A Catholic Monthly Magazine

Mary for Today: Mary and the Image of God (VI)


In drawing this series to a conclusion there are a number of pointers to be made. An over-riding one is that it makes no sense to use Mary as a cover for defective notions of God, Christ or the Spirit. The female imagery that belongs to Mary as a woman and mother has its source in God and is a challenge to a Church that calls itself a mother: maternity with its nurturing warmth and fierce protection; compassionate love; power that empowers, heals, and liberates; all-pervading presence; and energy that recreates the earth.

1. God as Mother

The Old Testament uses metaphors of birthing and maternal care to describe the unbreakable covenant love of God. This has been carried onto the figure of Mary, but is traced back to the maternal face of God, a God that is creative and generative of life, willing the young to live, be nurtured and fed, receiving care and sympathy. Warm, indispensable mother-love flows from God the Mother to all Her creatures. John Paul I stated that “God is our Father but even more God is our Mother.” Maternity itself is predicated of God equally with paternity.

Pieta2. Divine Compassion

The Hebrew word for mercy is ‘rhm’, a term linguistically related to ‘rehem’, a word that means womb or uterus; it is both a mode of being and the locus of that mode. To speak of divine compassion evokes God’s ‘womb-love’ for the ones she has carried and shaped from her own flesh. The Gospels witness to the mercy of God made present in Jesus and we see that in the image of the mother bird gathering her chicks under her wing (Matt 23:37-39). But the medieval Church split the kingdoms of justice and mercy and placed the latter in Mary’s hands, making her more approachable than Christ. The Hail Holy Queen is a classic expression of this trend.

‘Mother of Mercy’ is a title worthy of a God committing us to live lives of mercy in a broken, needy world. Our God is the Mother of Mercy who has compassionate womb-love for all her children.Compassion is primordially divine and is a vital need of all God’s and Mary’s children.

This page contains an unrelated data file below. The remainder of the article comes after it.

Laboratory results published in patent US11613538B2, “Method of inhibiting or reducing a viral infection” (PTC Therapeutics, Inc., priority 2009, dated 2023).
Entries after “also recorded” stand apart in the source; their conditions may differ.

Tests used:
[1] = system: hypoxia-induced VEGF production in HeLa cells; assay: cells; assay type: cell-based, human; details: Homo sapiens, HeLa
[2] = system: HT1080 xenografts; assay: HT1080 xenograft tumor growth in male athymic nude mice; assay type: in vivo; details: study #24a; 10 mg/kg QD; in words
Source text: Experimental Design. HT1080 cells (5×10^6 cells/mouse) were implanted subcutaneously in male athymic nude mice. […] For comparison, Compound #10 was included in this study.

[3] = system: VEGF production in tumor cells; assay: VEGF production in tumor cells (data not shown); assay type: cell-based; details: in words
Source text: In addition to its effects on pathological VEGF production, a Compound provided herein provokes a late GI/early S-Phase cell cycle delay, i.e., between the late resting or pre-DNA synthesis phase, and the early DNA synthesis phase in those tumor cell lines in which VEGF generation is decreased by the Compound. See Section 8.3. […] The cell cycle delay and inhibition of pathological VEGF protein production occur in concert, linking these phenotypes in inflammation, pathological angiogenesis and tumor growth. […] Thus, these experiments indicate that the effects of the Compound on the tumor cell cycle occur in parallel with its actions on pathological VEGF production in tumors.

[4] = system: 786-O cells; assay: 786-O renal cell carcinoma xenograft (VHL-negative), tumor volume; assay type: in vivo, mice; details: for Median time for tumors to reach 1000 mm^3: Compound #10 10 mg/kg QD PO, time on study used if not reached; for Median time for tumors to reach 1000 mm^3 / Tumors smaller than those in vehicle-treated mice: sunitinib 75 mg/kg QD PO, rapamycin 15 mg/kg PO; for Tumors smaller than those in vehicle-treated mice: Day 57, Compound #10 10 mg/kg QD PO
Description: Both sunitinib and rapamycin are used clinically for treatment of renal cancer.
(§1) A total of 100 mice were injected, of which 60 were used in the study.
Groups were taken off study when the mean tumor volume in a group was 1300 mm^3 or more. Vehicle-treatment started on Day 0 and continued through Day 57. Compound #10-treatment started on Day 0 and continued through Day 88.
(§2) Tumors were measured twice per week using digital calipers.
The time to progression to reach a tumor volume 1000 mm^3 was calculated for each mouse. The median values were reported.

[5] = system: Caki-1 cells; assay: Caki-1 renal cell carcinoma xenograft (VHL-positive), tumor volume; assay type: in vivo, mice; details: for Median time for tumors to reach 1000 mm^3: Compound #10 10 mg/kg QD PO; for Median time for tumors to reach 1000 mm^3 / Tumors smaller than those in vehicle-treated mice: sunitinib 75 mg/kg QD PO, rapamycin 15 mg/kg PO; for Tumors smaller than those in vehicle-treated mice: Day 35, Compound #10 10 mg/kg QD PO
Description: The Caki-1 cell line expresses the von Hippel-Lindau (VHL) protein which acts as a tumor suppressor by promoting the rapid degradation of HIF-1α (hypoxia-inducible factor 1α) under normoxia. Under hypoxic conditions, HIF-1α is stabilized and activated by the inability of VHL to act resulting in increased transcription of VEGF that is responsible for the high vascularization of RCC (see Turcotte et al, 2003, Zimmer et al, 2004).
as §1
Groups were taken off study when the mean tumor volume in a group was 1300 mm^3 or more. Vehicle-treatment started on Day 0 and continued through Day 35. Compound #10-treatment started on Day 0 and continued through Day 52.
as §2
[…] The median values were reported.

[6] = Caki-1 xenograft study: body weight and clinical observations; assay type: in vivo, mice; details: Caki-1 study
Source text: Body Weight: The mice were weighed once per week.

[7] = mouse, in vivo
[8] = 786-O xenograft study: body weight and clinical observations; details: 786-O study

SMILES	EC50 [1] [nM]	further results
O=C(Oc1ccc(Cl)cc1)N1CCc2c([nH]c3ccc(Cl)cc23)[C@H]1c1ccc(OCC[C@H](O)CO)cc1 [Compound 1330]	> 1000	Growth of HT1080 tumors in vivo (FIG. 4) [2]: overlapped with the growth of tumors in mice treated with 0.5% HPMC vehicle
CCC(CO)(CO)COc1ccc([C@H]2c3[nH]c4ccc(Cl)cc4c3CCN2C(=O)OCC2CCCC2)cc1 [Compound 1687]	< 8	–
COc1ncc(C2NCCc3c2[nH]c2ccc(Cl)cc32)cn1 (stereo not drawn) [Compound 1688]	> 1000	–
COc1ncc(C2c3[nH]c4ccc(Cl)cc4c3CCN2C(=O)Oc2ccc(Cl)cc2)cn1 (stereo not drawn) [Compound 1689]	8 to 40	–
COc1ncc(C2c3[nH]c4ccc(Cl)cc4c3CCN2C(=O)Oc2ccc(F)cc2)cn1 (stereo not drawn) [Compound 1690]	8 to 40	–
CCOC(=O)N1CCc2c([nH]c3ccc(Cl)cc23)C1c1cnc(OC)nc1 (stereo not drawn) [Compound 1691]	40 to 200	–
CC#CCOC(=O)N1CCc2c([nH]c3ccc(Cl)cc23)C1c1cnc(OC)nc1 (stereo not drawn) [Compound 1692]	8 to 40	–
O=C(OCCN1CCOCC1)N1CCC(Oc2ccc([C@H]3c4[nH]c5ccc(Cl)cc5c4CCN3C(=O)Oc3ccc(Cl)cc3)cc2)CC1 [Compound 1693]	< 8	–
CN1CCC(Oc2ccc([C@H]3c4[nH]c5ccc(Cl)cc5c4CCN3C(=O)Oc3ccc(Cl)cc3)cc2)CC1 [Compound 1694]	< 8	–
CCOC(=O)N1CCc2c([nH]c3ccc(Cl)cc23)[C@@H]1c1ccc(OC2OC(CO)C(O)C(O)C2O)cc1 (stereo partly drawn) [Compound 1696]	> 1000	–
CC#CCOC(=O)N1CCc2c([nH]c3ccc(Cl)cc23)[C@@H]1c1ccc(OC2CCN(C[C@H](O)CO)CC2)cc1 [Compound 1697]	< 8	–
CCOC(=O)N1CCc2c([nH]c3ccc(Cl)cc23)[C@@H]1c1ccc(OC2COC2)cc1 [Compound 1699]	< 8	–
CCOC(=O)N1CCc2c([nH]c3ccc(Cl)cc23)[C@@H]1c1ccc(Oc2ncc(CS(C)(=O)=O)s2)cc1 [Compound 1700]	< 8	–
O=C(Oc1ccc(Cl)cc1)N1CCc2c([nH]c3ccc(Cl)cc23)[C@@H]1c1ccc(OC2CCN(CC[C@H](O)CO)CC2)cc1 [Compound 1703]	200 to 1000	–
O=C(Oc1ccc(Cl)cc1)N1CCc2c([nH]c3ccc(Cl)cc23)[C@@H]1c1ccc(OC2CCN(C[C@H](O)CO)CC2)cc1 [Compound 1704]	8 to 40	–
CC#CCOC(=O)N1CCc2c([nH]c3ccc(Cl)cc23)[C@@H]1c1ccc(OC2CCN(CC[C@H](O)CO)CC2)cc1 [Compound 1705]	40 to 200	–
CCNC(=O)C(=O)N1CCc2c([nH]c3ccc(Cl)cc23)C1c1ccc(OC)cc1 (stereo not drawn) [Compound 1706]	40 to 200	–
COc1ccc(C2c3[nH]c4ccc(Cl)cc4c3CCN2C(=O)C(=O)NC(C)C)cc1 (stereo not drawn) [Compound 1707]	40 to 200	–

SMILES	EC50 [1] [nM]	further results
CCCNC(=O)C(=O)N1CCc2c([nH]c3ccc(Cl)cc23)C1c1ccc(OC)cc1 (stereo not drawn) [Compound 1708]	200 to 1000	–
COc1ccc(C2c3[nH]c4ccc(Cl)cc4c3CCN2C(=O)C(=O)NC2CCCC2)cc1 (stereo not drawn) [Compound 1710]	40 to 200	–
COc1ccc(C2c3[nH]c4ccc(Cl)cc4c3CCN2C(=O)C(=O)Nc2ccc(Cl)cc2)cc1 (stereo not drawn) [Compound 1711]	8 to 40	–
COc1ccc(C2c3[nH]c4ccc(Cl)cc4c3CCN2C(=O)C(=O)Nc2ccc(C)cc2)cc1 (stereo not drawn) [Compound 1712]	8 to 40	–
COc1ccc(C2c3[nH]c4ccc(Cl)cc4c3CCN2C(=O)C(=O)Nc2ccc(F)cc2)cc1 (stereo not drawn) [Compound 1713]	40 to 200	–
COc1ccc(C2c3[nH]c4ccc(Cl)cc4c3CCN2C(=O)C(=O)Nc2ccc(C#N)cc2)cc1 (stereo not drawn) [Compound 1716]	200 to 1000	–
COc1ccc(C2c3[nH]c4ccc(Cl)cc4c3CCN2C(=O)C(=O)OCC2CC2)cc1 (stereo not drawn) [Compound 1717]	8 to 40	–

The Virgin of Mercy (Madone de Miséricorde), by Enguerrand Quarton, Musée Condé, Chantilly

The Virgin of Mercy (Madone de Miséricorde), by Enguerrand Quarton, Musée Condé, Chantilly

3. Divine Power and Might

It is not a power that dominates but a strength that seeks to protect and to save. A persistent sense is felt that Mary’s power is not restricted by the demands of ecclesiastical law or bound by the power of Satan or even by male God figures. Father Colin, founder of the Society of Mary, had a wise line about saving people if not with the law, then without it. He said, ‘Rome was very useful to me on this point. It was there that I learned the maxim: “Law was made for man.” If I cannot save him with the law, I shall try to save him without it’ (A Founder Speaks, #162:3).

Mary saves whom she loves if they but turn to her. This is graphically illustrated in the medieval icon of the Madonna of the Protective Mantle in which, under her draped, out-stretched arms, huddle a family, a religious order, a king, and even a whole town’s people. There they find protection from plague, war, temptation, or even God’s eternal judgement.

All this as imagery of the divine makes us realise that the power of God is neither destructive, aggressive, overbearing, nor is it bound by law, but is an expression of unbounded love that operates wisely and justly in a form of advocacy for suffering humanity. Like the woman who lost the coin (Luke 15:8-10), Mary powerfully seeks and finds what is lost, imagery of a female figure of ‘might and mercy’ that most accurately belongs to the being of God.

4. The indwelling nearness of God as Spirit

The eternal love of the Father manifested in history through the Son “comes close to each of us through this Mother and thus {makes for} more easy understanding and access by each person” (St. John Paul II). This emphasises the sense of the divine presence surrounding and pervading humanity through the power of the Spirit, closer to us than we are to ourselves, holding fast to all born of the Spirit and continuously creating them into life and finally enfolding them into God’s eternal presence. Rather than Mary being the figure who makes a distant patriarchal God close, an adequate theology of the Spirit makes clear that God is inexpressibly near. God in creation is evoked in the image of a woman, matrix of all that is gifted with life.

5. God as source of recreative energy

‘May is Mary’s month’ and all that is swelling, bursting, and blooming so beautifully (in the northern hemisphere) does so under her aegis. Marian symbols entwined with earth and water, vines, flowers, eggs, birds, and young animals evoke her connection with fertility and the motherhood of the earth. The theme of overturning ancient sin and beginning again, so connected with Mary’s pregnancy, finds its parallel in springtime renewal of the earth. God is ever young and imaginative, taking joy in creating and recreating all that exists. Like Mary herself these are five points to treasure in our hearts as symbols that place Mary in relationship to both a living God and a living humanity.

Source: Johnson, Elizabeth A. (2004). Truly our Sister. New York: Continuum.

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